By now, you’ve probably seen people wearing it. Brightly colored or black tape standing in stark contrast to the skin, applied to various areas of the body in sometimes dramatic pattern. More often, you probably don’t see it – because it’s hiding beneath clothing or shoes. Regardless of where it is or what color it is, you may wonder exactly what it does? And what is it?
Most of us are familiar with athletic tape – stiff(ish) white stuff designed to stabilize joints during athletic activity. This stuff is different. It is softer, more flexible, and stretchy. Most often, it is called kinesio-tape (the name Dr. Kenzo Kase gave it way back in the 70’s), but there are a ton of different (brand) names out there today.
A little background
The ‘original’ Kinesio tape was designed back in the 70’s in Japan by a chiropractor and acupuncturist named Kenzo Kase. He developed the first tape of this kind with the goal of increasing the efficacy and achieving longer lasting results from manual therapy sessions. The tape was designed to have a similar elasticity to healthy human muscle, breathe well, stay in place for longer periods of time, and lift the skin microscopically.
What does the tape do?
When a muscle is injured, it loses some of its elasticity. The tape is designed to help augment the healing process and offer support for joints while not restricting any range of motion. At least in theory, the tape extends the benefits of manual therapy by providing extended soft tissue manipulation. When applied, the tape is supposed to activate certain types of mechanoreceptors (little receptors in the skin that respond to light touch, sustained pressure, texture, tension, etc) that alleviate pain. The microscopic lifting of the skin that I mentioned earlier creates interstitial space which allows for a decrease in inflammation in the taped area.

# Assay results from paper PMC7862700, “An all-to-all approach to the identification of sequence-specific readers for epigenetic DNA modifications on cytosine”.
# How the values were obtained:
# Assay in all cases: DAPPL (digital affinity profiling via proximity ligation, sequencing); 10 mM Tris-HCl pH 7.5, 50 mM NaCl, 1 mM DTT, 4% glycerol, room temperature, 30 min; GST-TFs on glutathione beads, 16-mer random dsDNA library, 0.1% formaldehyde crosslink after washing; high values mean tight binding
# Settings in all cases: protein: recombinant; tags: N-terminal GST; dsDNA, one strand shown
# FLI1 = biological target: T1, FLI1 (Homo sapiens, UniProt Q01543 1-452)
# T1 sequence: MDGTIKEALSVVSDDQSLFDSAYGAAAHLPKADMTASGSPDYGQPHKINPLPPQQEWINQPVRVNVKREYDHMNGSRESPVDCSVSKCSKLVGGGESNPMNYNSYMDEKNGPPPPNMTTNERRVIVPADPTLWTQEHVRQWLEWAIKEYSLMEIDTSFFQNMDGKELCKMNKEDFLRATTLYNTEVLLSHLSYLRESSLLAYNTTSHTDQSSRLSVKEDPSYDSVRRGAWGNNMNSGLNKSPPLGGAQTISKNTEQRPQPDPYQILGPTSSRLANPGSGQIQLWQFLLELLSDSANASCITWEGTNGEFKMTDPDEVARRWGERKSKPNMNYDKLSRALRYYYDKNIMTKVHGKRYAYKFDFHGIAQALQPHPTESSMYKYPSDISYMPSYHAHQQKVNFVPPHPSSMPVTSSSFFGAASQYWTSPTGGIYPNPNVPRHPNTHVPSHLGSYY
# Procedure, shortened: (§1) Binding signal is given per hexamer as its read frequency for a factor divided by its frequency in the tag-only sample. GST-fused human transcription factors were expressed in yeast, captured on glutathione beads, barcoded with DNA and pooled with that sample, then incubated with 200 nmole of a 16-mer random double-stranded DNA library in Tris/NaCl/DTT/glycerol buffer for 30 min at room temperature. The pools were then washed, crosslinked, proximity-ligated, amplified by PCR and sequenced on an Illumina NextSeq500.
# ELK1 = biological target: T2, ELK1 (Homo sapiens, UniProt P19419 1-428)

Does it work?
Lots of people I’ve talked to have relayed positive messages regarding their own use of kinesio tape, but I always like to take a look at any studies that have been done to see more objective analysis rather just than anecdotal support. There are more studies out there than I can count, but I’ve selected a few just to give you an idea of what’s out there. I’d encourage you to search Pubmed to see additional studies on therapeutic taping.
- This meta analysis of 10 studies concerning sports injuries concluded that “there was little quality evidence to support the use of KT over other types of elastic taping in the management or prevention of sports injuries.”
- This study that compared nonelastic sports tape with kinesio-type tape (elastic tape)showed that elastic tapes offered no effect on muscle activation
- This study looked at basketball players with chronic ankle sprains, and though it determined that taping didnt have a positive effect for the players in their functional performance tests, it had no negative effects, either.
- In a study of healthy college athletes, it was determined that taping did not have any positive effect on performance.
- This study shows that taping offered some increase in dynamic postural control in healthy individuals.
- Another study looked at healthy young women performing squat exercises, and determined that tape application prior to this exercise didn’t effect muscle pain or short sprint performance, but did help maintain muscle flexibility at day 2 of recovery.
- This study looked at the typical asymmetrical gait of stroke patients and found that the application of the tape to the paralyzed parts offered improvement in gait (ie, it made it less asymmetrical).
- One last one explores the effect of taping on lumbar spine flexibility. The subjects in this study showed increased flexibility in the lumbar spine at 24 and 48 hours after tape removal.
In short: mixed results. That’s the worst – right? Things are much easier when there’s a clear conclusion and subsequent action items. The good news is that kinesiotape (regardless of brand, color, or whatever) isn’t going to break the bank and isn’t going to hurt you. So go ahead and give it a try.